Monday, 19 May 2014

The mail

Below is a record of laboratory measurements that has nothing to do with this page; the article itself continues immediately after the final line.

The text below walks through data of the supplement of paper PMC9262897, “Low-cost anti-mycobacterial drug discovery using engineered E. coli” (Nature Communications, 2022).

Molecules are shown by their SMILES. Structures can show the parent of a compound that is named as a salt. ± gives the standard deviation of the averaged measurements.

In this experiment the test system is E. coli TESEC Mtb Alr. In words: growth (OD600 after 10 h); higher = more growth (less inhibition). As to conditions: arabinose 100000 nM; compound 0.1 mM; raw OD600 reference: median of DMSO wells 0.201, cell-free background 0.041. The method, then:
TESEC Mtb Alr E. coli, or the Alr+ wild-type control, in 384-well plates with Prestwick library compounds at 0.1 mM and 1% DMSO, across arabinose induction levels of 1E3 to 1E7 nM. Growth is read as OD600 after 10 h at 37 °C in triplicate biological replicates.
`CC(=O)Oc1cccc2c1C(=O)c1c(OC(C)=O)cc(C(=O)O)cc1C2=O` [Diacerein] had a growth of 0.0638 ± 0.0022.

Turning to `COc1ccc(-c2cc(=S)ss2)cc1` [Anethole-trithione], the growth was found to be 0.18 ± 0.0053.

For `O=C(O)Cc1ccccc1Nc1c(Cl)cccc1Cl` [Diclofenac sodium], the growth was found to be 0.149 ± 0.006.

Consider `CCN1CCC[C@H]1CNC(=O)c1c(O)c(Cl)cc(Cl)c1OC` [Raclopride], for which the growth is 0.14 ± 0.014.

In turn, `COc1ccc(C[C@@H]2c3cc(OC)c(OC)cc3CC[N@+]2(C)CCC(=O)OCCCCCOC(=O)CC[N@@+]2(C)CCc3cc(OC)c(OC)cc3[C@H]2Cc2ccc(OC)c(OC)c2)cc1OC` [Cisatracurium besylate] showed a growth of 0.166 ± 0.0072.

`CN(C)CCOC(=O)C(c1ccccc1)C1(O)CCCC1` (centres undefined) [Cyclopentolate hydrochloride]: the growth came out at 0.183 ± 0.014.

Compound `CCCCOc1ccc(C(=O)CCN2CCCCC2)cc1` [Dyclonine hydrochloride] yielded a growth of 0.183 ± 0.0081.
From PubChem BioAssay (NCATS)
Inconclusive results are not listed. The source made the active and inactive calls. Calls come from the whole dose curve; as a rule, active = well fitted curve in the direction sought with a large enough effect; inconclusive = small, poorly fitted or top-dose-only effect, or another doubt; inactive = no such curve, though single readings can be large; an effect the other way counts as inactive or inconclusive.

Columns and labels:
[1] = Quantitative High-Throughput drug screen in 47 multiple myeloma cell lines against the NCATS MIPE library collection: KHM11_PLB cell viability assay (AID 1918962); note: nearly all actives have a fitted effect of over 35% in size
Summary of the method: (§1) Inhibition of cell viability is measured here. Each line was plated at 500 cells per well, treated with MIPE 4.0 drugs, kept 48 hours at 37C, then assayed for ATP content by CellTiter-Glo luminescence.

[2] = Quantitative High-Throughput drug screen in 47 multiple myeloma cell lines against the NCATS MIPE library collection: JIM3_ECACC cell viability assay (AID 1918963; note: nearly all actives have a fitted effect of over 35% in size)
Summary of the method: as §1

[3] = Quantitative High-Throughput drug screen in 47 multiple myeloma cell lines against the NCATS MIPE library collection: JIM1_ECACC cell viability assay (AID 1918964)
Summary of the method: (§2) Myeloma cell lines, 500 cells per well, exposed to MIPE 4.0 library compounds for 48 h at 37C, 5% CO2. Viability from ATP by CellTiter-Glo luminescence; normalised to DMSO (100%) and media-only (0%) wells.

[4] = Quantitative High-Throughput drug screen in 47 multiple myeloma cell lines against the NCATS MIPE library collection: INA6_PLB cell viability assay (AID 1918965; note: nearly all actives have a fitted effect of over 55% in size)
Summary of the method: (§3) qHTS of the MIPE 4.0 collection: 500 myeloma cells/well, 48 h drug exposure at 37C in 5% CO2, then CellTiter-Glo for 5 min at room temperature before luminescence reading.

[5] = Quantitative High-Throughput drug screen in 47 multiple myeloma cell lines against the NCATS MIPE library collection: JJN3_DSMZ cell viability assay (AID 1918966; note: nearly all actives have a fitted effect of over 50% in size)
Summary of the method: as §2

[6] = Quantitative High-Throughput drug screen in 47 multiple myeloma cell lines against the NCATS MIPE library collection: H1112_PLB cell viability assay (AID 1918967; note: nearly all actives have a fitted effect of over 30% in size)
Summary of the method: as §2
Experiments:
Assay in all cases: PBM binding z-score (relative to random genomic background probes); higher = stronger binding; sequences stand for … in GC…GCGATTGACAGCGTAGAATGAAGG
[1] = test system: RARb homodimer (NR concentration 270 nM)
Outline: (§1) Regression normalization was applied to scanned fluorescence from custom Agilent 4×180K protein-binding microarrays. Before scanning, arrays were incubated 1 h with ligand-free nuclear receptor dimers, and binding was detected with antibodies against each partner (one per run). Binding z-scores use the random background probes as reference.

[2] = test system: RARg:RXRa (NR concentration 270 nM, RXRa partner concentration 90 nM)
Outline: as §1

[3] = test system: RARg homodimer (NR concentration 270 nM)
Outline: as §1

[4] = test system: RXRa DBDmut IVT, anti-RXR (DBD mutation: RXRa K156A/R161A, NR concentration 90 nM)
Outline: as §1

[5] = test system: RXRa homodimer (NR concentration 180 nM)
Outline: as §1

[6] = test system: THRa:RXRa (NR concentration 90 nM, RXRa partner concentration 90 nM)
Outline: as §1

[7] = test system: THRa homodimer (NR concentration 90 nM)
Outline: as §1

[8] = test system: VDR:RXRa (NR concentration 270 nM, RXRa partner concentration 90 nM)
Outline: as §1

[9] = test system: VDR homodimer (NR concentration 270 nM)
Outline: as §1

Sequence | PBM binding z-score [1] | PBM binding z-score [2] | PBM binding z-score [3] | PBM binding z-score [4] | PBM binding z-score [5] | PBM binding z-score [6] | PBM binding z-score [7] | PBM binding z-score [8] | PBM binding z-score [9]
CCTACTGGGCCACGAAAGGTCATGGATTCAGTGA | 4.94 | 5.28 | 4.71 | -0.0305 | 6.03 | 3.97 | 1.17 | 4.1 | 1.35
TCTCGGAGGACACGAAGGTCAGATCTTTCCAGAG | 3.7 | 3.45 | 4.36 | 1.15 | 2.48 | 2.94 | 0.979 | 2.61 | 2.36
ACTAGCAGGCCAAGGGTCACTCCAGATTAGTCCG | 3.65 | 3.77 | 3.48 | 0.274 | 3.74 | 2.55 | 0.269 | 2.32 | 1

Before ever computers came along the Royal Mail was a hugely successful universal cheap communication service owned by us. Now it is a mess and to blame email is pathetic as eshopping has created a massive demand for bulk service. The decline started years ago when mail ceased to arrive at the start of the working day. What causes me frustration is the apparent randomness of it. Sending something to Belfast or Dublin produces a huge disparity in cost. And when you get to parcels, now it is all down not to weight which was easy to understand but size. And unless you are sending decimalised sheets of paper, size is a very erratic concept. No doubt I will sound like an old grump but if I contrast the postal service I grew up with my father constantly using, with that which I argue with several times a week, there is no doubt whose I prefer. I heard Radio 4 this morning reporting on a survey on attitudes to politicians. It was the standard stuff of complete disillusionment but if you want one index of why I feel British government fails, this mail service is one such, along with chaotic privatised railways charging some of the most expensive fares in Western Europe (£32 at station York to Prudhoe last Friday evening for 1835-2037 entertainment for just over 100 miles depending on how it is measured) and the demolition of our domestic energy resources. The current issue which indexes this decay so effectively is that one major element in our national political construct will quite possibly vote to leave this autumn in a resounding "up yours" to Westminster. As my wife reflects, breaking a relationship because you cannot stand your partner often leaves devastation for your children.

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